Russia said it will be conducting clinical trials of its vaccine in Saudi Arabia and the UAE, according to Bloomberg.
Japan's Prime Minister Shinzo Abe had a "routine" hospital checkup Monday amid concerns his near-constant work during the pandemic has left him fatigued, Reuters reports. His visit coincided with the country's economy recording its worst decline on record.
5. Democrats fear in-person campaigning, voting
Democrats are significantly more concerned than Republicans about the safety of in-person voting and traditional door-to-door campaigning amid the coronavirus pandemic, according to the latest installment of the Axios/Ipsos Coronavirus Index.
Why it matters: Joe Biden's campaign, and Democrats nationwide, are eager to press the case that President Trump has mishandled the pandemic — but the pandemic is also causing Democratic voters to turn away from the tools and traditions that typically form the backbone of a successful campaign, Axios' Sam Baker writes.
The big picture: Democrats are consistently more worried about the coronavirus than Republicans; they rate almost every specific activity or situation as riskier than Republicans do. And that very much includes politics, according to our latest survey.
- This is a vivid illustration of a challenge Democrats have faced since the spring. The poor response to the pandemic gives them a powerful campaign message, but has also taken away many of the tactical tools they'd normally use to press that advantage.
Regardless of partisanship, Americans see strangers as a much greater coronavirus threat than people they know.
- 56% of all respondents said coming into a close contact with an essential worker would be a moderate or large risk to their health.
- By comparison, just 36% said it'd be at least moderately risky to see a family member they don't live with, and just 38% said it would be risky to come in close contact with someone they saw regularly before the pandemic began.
6. UNC forced to abandon in-person classes
Some disappointing news from my alma mater: The University of North Carolina at Chapel Hill will shift to remote learning after clusters of five or more coronavirus cases spread in three residence halls and within a fraternity, just one week after classes began.
The big picture: Universities determined to reopen this fall boasted preventative measures that include smaller class sizes, cleaning protocols and even testing options, but problems still persist, Marisa writes.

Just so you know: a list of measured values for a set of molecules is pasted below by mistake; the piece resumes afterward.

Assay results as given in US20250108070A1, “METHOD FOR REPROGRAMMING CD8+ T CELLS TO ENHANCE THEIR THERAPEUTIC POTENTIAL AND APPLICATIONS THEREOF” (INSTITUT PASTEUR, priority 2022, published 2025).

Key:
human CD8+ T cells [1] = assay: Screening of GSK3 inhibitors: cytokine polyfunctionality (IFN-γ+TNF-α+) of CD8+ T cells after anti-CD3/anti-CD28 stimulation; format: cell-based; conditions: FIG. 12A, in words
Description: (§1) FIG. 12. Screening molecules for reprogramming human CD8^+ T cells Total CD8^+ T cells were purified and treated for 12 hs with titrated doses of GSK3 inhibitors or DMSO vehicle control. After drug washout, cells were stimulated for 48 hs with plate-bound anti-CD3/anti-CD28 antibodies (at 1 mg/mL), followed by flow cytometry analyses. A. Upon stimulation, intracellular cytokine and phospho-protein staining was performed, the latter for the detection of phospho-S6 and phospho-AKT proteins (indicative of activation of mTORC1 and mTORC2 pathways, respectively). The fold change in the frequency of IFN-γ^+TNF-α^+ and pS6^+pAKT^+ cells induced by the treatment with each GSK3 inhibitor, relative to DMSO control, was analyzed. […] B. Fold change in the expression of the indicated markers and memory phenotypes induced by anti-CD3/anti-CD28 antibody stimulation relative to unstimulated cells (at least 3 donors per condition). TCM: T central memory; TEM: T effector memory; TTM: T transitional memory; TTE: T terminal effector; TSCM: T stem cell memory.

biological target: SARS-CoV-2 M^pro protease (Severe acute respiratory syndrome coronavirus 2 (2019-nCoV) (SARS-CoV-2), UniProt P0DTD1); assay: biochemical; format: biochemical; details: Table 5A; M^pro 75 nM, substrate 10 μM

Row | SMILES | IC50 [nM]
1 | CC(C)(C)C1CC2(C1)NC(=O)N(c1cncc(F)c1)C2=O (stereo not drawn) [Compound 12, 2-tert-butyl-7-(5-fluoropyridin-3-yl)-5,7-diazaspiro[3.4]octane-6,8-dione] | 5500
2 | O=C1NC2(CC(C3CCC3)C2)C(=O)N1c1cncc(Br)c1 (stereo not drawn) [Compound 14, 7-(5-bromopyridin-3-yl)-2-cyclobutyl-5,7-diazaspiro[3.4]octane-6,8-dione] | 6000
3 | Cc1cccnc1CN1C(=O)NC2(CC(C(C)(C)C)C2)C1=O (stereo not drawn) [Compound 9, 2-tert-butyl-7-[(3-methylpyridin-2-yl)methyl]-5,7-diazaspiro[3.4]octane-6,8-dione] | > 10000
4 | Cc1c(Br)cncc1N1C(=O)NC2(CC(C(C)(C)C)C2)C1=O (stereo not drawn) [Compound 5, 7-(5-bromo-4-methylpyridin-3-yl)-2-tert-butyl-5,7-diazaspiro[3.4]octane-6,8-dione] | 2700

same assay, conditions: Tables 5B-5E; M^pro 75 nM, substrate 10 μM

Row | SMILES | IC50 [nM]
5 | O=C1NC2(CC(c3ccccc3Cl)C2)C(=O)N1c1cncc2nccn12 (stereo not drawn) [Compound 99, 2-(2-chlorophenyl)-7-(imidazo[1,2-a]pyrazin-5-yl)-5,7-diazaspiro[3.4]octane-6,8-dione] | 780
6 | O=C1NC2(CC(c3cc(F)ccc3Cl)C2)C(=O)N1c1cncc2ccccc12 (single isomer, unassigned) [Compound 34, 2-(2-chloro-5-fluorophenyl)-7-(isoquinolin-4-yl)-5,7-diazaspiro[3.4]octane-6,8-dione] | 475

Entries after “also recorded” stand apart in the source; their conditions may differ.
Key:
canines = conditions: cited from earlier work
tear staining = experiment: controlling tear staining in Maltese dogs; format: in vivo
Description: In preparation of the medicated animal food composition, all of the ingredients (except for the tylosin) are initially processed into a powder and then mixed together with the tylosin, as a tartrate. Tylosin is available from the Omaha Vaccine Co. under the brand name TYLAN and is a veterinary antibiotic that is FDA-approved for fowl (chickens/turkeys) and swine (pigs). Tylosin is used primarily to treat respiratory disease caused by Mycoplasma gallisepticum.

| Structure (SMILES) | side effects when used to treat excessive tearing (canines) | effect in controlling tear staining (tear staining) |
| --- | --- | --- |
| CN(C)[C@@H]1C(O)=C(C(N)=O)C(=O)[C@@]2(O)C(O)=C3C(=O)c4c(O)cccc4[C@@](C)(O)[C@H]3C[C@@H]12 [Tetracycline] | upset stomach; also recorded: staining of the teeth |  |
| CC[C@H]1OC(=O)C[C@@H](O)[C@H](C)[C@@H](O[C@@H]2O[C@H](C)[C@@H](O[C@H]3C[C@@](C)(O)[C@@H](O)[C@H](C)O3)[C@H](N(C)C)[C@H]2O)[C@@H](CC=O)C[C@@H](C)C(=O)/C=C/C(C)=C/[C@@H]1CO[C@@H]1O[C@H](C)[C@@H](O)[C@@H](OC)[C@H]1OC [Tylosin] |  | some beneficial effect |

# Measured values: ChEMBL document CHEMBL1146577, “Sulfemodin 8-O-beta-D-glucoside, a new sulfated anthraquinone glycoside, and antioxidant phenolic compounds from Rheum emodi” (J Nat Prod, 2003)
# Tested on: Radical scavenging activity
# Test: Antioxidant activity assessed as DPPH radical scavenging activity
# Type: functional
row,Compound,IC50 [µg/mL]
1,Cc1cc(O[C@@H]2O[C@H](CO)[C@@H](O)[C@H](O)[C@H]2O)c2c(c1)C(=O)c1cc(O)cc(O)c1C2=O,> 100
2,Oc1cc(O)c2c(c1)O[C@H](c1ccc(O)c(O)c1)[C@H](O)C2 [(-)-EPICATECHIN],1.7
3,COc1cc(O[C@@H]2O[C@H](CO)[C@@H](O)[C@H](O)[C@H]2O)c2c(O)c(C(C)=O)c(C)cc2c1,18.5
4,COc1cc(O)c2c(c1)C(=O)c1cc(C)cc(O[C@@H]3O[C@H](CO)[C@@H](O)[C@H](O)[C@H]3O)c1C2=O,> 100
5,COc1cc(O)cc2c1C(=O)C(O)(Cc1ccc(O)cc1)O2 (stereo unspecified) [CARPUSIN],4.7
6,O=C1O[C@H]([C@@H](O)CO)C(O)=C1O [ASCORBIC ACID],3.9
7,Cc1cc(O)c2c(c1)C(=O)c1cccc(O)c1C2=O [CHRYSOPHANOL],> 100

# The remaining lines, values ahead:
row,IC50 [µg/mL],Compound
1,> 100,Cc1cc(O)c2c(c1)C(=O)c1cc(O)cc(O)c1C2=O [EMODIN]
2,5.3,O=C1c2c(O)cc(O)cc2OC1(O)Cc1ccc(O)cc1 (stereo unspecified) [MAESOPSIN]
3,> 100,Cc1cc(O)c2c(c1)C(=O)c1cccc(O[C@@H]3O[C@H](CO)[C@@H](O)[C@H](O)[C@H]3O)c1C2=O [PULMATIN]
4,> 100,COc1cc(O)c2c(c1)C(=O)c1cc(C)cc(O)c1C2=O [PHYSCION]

- "After only one week of campus operations, with growing numbers of clusters and insufficient control over the off-campus behavior of students (and others), it is time for an off-ramp. We have tried to make this work, but it is not working," UNC dean of public health Barbara Rimer said in a blog post Monday.
Details: Students were told in an email from UNC that they can cancel contracts with Carolina Housing with no penalty, and that residents with "hardships," like those without reliable internet access, international students or student athletes, can stay if they choose.
Driving the news: Students are now calling out their universities in college media outlets for not preparing for the inevitable and failing to address the potentially-devastating communal spread of COVID-19 in their college towns.
- "We all saw this coming," the Daily Tar Heel, the school's paper, wrote in an editorial.
7. LBGTQ youth's mental health roadblocks
LGBTQ youth say a slew of roadblocks prevent them from accessing mental health services, a new report from the Trevor Project says.
The big picture: Cost was by far the biggest barrier, but respondents also cited a stigma surrounding mental health issues, as well as skepticism about whether they could trust a therapist, Marisa writes.
By the numbers: 54% of LGBTQ youth said they wanted mental health care in the past year but did not receive it.
- The problem was worse among Black (62%), Latinx (62%) and Asian American (60%) respondents.
What we're watching: These responses were mainly collected before the pandemic, but the pandemic hasn't made anyone's lives easier.
- "We expect during COVID-19 ... their struggles are going to increase: increased isolation, increased anxiety, and yet they're unable to get the care that might be able to help them to thrive and to do better," said Amy Green, the director of research at the Trevor Project.